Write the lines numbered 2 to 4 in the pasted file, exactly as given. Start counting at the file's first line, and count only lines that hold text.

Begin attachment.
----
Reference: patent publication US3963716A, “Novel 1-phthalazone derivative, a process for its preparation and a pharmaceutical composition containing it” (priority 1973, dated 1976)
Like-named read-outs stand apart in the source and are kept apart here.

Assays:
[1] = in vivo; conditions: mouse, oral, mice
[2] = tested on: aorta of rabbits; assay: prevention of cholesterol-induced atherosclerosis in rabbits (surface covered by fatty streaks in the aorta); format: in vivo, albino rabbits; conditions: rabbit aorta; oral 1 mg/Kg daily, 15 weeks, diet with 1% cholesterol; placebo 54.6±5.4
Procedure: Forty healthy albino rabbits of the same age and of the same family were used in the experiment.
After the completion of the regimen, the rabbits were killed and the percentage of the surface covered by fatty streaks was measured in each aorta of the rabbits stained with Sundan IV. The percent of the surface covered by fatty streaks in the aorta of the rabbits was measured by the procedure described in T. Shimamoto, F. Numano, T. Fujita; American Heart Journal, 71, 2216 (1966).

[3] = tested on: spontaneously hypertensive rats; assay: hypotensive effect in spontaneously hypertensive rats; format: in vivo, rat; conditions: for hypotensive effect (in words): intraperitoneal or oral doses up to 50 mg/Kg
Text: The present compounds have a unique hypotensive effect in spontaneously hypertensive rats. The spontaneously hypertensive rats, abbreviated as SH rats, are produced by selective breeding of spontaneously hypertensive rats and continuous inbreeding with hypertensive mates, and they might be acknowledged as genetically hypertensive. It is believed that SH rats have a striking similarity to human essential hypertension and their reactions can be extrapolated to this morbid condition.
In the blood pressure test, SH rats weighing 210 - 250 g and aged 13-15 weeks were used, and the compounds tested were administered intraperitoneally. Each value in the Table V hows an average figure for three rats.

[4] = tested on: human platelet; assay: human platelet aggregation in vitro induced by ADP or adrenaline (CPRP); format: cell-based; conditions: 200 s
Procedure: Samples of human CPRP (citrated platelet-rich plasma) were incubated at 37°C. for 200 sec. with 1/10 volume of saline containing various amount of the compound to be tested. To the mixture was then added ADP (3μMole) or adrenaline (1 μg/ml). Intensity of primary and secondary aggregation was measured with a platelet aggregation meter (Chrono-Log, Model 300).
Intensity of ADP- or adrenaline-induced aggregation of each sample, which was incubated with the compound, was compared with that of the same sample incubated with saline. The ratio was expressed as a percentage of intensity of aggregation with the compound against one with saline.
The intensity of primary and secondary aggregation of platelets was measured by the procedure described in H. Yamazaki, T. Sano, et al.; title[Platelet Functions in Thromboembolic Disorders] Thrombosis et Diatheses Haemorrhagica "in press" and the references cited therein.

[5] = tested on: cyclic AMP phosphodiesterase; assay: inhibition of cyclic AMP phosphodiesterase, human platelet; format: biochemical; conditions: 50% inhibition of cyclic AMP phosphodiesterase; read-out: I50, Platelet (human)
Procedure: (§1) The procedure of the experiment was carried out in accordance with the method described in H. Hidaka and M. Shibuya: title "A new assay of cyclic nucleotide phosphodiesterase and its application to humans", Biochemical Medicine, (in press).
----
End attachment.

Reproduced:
Like-named read-outs stand apart in the source and are kept apart here.

Assays:
[1] = in vivo; conditions: mouse, oral, mice